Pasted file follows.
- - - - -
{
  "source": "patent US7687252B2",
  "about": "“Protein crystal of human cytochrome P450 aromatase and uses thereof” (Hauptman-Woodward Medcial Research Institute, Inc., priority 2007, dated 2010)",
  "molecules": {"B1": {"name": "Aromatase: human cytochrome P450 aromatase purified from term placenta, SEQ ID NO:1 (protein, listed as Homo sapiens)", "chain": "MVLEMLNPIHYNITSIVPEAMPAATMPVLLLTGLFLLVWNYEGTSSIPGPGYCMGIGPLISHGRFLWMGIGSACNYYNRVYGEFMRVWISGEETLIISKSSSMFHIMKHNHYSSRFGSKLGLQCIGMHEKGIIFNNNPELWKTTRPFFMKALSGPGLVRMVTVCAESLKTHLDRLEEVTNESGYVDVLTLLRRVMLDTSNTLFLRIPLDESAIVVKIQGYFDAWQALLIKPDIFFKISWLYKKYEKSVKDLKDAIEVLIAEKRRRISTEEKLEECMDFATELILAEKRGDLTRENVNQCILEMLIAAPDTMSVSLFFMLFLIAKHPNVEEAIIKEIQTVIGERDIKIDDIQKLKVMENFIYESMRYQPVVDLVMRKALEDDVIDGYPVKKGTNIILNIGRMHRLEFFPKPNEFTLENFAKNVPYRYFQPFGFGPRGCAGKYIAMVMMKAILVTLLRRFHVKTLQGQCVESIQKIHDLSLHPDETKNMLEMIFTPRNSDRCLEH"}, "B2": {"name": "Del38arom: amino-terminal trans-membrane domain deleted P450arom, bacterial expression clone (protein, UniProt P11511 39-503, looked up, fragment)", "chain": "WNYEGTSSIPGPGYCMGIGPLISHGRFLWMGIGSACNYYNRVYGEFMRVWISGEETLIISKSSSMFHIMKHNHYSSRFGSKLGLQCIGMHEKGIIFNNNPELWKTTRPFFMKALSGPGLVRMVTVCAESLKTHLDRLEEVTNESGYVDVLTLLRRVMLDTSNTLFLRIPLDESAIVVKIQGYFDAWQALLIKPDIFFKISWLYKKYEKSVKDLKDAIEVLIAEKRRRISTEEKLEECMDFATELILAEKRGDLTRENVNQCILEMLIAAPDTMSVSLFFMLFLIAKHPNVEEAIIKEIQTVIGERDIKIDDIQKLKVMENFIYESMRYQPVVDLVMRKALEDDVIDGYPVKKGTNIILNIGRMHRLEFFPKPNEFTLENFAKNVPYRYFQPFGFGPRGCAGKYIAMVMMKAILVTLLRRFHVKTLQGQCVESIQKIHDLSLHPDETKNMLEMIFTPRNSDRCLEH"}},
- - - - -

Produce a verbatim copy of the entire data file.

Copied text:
{
  "source": "patent US7687252B2",
  "about": "“Protein crystal of human cytochrome P450 aromatase and uses thereof” (Hauptman-Woodward Medcial Research Institute, Inc., priority 2007, dated 2010)",
  "molecules": {"B1": {"name": "Aromatase: human cytochrome P450 aromatase purified from term placenta, SEQ ID NO:1 (protein, listed as Homo sapiens)", "chain": "MVLEMLNPIHYNITSIVPEAMPAATMPVLLLTGLFLLVWNYEGTSSIPGPGYCMGIGPLISHGRFLWMGIGSACNYYNRVYGEFMRVWISGEETLIISKSSSMFHIMKHNHYSSRFGSKLGLQCIGMHEKGIIFNNNPELWKTTRPFFMKALSGPGLVRMVTVCAESLKTHLDRLEEVTNESGYVDVLTLLRRVMLDTSNTLFLRIPLDESAIVVKIQGYFDAWQALLIKPDIFFKISWLYKKYEKSVKDLKDAIEVLIAEKRRRISTEEKLEECMDFATELILAEKRGDLTRENVNQCILEMLIAAPDTMSVSLFFMLFLIAKHPNVEEAIIKEIQTVIGERDIKIDDIQKLKVMENFIYESMRYQPVVDLVMRKALEDDVIDGYPVKKGTNIILNIGRMHRLEFFPKPNEFTLENFAKNVPYRYFQPFGFGPRGCAGKYIAMVMMKAILVTLLRRFHVKTLQGQCVESIQKIHDLSLHPDETKNMLEMIFTPRNSDRCLEH"}, "B2": {"name": "Del38arom: amino-terminal trans-membrane domain deleted P450arom, bacterial expression clone (protein, UniProt P11511 39-503, looked up, fragment)", "chain": "WNYEGTSSIPGPGYCMGIGPLISHGRFLWMGIGSACNYYNRVYGEFMRVWISGEETLIISKSSSMFHIMKHNHYSSRFGSKLGLQCIGMHEKGIIFNNNPELWKTTRPFFMKALSGPGLVRMVTVCAESLKTHLDRLEEVTNESGYVDVLTLLRRVMLDTSNTLFLRIPLDESAIVVKIQGYFDAWQALLIKPDIFFKISWLYKKYEKSVKDLKDAIEVLIAEKRRRISTEEKLEECMDFATELILAEKRGDLTRENVNQCILEMLIAAPDTMSVSLFFMLFLIAKHPNVEEAIIKEIQTVIGERDIKIDDIQKLKVMENFIYESMRYQPVVDLVMRKALEDDVIDGYPVKKGTNIILNIGRMHRLEFFPKPNEFTLENFAKNVPYRYFQPFGFGPRGCAGKYIAMVMMKAILVTLLRRFHVKTLQGQCVESIQKIHDLSLHPDETKNMLEMIFTPRNSDRCLEH"}},